“A riveting story.” —The Washington Post

“Brilliant ... A tale of astonishing power and vigor ... Read this fine, true book in the warmth, beside the flicker of the firelight. Read it and be afraid. Be very afraid.” —Simon Winchester, The Globe and Mail (Toronto)
 
“[A] riveting story ... Vaillant’s book teaches a lesson that humankind desperately needs to remember: When you murder a tiger, you not only kill a strong and beautiful beast, you extinguish a passionate soul.”—Washington Post
 
“[An] epic story.... A travelogue about tiger poaching in Russia’s far east opens up a new genre ... [the] conservation thriller."—Nature
 
“If ever a nonfiction author has used the techniques of fiction any better to recount a real-life narrative, it is difficult to imagine who that author would be.... Think of Vaillant as a younger version of John McPhee, but on steroids.” —The Seattle Times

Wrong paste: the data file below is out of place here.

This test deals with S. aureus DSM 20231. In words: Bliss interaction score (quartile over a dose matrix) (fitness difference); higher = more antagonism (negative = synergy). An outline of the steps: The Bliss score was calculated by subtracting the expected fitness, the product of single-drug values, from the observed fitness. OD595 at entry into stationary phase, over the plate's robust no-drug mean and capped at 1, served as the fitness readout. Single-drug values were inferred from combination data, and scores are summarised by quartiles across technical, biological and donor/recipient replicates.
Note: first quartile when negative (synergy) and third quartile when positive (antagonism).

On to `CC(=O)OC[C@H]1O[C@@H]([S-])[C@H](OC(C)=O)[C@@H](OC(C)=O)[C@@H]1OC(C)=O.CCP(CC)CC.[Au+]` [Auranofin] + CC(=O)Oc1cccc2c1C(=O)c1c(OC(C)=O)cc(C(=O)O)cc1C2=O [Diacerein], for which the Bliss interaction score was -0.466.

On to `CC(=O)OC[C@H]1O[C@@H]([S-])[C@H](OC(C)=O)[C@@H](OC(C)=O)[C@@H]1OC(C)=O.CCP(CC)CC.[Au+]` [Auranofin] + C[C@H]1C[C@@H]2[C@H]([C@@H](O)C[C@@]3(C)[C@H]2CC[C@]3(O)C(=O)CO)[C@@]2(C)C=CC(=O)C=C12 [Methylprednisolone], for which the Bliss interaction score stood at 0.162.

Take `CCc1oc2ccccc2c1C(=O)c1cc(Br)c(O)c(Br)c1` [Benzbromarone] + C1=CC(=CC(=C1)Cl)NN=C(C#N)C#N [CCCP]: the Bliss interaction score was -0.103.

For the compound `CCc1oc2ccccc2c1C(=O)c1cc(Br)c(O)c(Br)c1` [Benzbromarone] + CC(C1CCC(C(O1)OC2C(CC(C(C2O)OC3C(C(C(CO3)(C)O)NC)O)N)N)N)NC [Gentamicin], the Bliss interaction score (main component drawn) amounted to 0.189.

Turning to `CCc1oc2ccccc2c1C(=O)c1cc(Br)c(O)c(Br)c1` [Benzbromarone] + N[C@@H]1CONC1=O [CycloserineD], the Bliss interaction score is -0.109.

“Riveting, often chilling.... A remarkable, thoroughly researched, informative chronicle that will appeal to readers interested in the conservation of wildlife.”—Providence Journal
 
“Nonfiction as riveting as any detective story.... Vaillant sets the stage for an epic encounter that unfolds dramatically and inexorably, climaxing in a stunning encounter.”—Christian Science Monitor
 
“An extraordinary book, bringing vividly to life this rare and terrifying creature and the men who are setting their lives at stake every day in a barely civilized part of the world. This is a real-life adventure story that is rarely encountered.”—The Washington Times
 
“A remarkable and thoughtful account of a distant place where man and animal meet with fatal consequences.”—Richmond Times Dispatch
 
“Told with passion and deep knowledge of the history cultures, folk tales, flora and fuana of this part of the world ... The Tiger has the pace and precision of a spy thriller.”—Waterbury Republican-American